United States District Court, E.D. Arkansas, Northern Division
RICKY D. GRAY, PLAINTIFF
NANCY A. BERRYHILL, Acting Commissioner, Social Security Administration, DEFENDANT
MEMORANDUM OPINION AND ORDER
Ricky D. Gray has appealed the final decision of the
Commissioner of the Social Security Administration denying
his claims for disability benefits and supplemental security
income. Both parties have submitted appeal briefs, and the
case is ready for decision.
Gray alleges that he became limited in his ability to work
due to breathing problems, right elbow pain, and hearing
loss. (SSA record at 102, 273) After conducting a hearing,
the Administrative Law Judge ("ALJ") concluded that
Mr. Gray had not been under a disability within the meaning
of the Social Security Act ("the Act") at any time
from March 10, 2014, through January 7, 2016, the date of the
decision. (Id. at 52) The Appeals Council
denied a request for review of the ALJ's decision, making
the ALJ's decision the final decision of the
Commissioner. (Id. at 1-5) Mr. Gray then filed his
complaint initiating this appeal. (Docket entry #2)
Gray was 55 years old at the time of the hearing and lived
with his wife and nine-year-old granddaughter. (SSA record at
63, 69) Mr. Gray had a ninth grade education and past work as
dump-truck driver and construction laborer. (Id. at
The ALJ's Decision:
determined that Mr. Gray had not engaged in substantial
gainful activity since March 10, 2014, and that his affective
disorder and substance abuse disorder were severe
impairments; but, he did not have an impairment or
combination of impairments that met a listing. (Id.
at 41-42) He further found that Mr. Gray's allegations
regarding the intensity, persistence, and limiting effects of
his symptoms were not entirely credible. (Id. at 50)
on these findings, the ALJ concluded that, during the
relevant time period, Mr. Gray retained the residual
functional capacity (“RFC”) for unskilled work at
all exertional levels. He could perform work where
interpersonal contact is incidental to the work performed;
tasks should be no more complex than those learned and
performed by rote, with few variables and require little
judgment; and any supervision required is limited to simple,
direct, and concrete. (Id. at 44-45)
Court's function on review is to determine whether the
Commissioner's decision is supported by substantial
evidence on the record as a whole and free of legal error.
Papesh v. Colvin, 786 F.3d 1126, 1131 (8th Cir.
2015); see also 42 U.S.C. § 405(g). Substantial evidence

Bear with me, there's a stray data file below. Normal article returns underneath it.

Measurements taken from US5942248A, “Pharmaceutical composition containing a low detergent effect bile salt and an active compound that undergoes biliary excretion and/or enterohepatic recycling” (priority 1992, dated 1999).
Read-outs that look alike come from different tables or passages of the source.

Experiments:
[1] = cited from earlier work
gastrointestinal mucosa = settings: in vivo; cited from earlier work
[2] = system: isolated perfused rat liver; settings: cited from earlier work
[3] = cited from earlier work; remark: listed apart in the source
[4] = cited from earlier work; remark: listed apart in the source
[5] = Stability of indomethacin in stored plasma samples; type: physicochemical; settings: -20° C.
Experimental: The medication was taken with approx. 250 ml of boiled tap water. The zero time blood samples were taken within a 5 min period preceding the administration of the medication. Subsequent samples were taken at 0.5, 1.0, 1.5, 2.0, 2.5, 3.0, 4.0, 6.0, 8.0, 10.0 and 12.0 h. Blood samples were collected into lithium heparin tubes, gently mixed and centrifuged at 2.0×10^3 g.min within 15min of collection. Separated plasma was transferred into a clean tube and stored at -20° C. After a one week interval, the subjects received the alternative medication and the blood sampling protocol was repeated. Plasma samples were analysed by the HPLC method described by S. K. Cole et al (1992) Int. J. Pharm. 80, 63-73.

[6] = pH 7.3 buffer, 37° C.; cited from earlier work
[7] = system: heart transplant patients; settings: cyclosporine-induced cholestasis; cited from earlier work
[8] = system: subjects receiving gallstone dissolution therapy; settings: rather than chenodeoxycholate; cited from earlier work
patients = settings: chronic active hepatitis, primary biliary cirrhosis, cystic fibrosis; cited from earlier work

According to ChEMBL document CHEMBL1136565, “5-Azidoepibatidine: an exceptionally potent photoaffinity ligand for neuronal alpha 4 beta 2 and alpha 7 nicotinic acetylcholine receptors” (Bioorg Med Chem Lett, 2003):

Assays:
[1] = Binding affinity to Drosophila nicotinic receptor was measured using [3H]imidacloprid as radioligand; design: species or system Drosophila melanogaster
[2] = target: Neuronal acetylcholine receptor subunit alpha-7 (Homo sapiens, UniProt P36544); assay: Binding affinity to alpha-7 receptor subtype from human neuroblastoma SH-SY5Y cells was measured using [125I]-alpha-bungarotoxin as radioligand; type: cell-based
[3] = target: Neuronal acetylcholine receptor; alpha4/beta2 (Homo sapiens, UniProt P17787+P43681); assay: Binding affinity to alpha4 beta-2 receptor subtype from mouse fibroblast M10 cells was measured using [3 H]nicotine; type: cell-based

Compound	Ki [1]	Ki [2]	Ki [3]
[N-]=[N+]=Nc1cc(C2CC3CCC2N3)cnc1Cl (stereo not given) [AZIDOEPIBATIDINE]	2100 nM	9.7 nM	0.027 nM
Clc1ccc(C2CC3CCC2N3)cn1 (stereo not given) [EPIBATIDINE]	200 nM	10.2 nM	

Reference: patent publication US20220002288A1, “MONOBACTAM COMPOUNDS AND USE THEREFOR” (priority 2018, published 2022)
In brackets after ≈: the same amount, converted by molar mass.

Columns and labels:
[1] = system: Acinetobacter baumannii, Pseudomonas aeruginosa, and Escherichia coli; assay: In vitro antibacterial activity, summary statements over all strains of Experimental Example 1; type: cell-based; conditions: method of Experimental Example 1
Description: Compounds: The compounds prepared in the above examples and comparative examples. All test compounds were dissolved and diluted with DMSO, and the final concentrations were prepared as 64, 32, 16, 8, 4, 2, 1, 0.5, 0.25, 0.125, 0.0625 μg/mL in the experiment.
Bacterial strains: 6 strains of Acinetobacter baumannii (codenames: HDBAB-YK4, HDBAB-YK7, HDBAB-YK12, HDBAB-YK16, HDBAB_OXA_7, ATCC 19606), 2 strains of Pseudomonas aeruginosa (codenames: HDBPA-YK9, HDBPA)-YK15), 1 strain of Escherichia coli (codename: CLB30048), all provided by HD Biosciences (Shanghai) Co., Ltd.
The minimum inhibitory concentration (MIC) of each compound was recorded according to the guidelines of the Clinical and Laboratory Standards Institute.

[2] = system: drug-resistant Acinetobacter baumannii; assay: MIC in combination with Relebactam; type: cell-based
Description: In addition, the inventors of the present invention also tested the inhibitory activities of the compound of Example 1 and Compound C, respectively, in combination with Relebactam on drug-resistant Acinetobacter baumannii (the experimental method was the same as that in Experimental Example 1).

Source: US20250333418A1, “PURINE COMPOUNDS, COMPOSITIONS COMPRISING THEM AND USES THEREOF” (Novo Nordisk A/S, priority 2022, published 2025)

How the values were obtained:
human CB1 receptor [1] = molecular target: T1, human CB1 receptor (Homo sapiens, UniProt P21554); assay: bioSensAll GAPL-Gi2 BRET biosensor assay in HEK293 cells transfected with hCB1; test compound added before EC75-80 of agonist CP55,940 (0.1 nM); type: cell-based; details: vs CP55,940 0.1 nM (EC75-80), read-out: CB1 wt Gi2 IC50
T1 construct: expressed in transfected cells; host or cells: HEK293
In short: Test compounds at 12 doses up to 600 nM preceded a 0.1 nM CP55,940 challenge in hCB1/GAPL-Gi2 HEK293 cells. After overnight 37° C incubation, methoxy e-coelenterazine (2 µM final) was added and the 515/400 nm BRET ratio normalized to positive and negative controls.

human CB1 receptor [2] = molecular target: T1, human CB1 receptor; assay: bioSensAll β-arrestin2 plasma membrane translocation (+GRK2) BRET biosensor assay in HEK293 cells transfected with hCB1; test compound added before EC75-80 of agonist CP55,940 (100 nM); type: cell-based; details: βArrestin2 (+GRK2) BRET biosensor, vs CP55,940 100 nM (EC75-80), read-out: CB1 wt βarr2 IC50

is such relevant evidence as a reasonable mind would accept
as adequate to support a conclusion. Richardson v.
Perales, 402 U.S. 389, 401 (1971); Phillips v.
Astrue, 671 F.3d 699, 702 (8th Cir. 2012). Substantial
evidence on the record as a whole requires a court
to take into account record evidence that fairly detracts
from the ALJ's decision. Reed v. Barnhart, 399
F.3d 917, 920 (8th Cir. 2005) (citations omitted). Reversal
is not warranted, however, “merely because substantial
evidence would have supported an opposite decision.”
Gray complains that the ALJ erred in failing to find his neck
pain and hearing loss to be severe impairments. (#11 at 6-9)
The Commissioner responds that, because the evidence did not
demonstrate that either condition significantly limited Mr.
Gray's ability to perform the basic, physical demands of
work, the ALJ properly concluded that these impairments were
not severe. (#12 at 4-5)
claimant has the burden of proving that an impairment is
severe, which, by definition, causes more than a minimal
limitation in the claimant's ability to do basic work
activities. Gonzales v. Barnhart, 465 F.3d 890, 894
(8th Cir. 2006); 20 C.F.R. §§ 404.1521(a),
404.922(a). If the impairment would have no more than a
minimal effect on the claimant's ability to do work, then
it is not considered a severe impairment. Page v.
Astrue, 484 F.3d 1040, 1043 (8th Cir. 2007).
Gray argues that neck pain is one of his “primary
impairments.” He did not specify neck pain as a
physical condition that limited his ability to work, however,
at the time he applied for benefits; or when he completed his
function reports and pain questionnaires. (SSA record at 273,
292, 301, 307, 311, 319, 361, 412)
ALJ notes, Anandaraj Subramanium, M.D., who performed a
consultative examination of Mr. Gray's physical
limitations, observed that Mr. Gray's range of motion was
either normal or that his limitations were unremarkable: his
straight leg raise test was negative; his gait was normal;
and he could ambulate without assistance. Dr. Subramanium
observed no muscle weakness or atrophy, and no muscle sensory
abnormalities. (Id. at 412-16)
and June, 2015, Mr. Gray was treated by Stacy Armstrong, D.O.
Mr. Gray reported neck and back pain; and on examination he
had a “slight tenderness” in his cervical spine.
(Id. at 442-47) She recommended physical therapy.
(Id.) The record indicates that Dr. Armstrong only
treated Mr. Gray on ...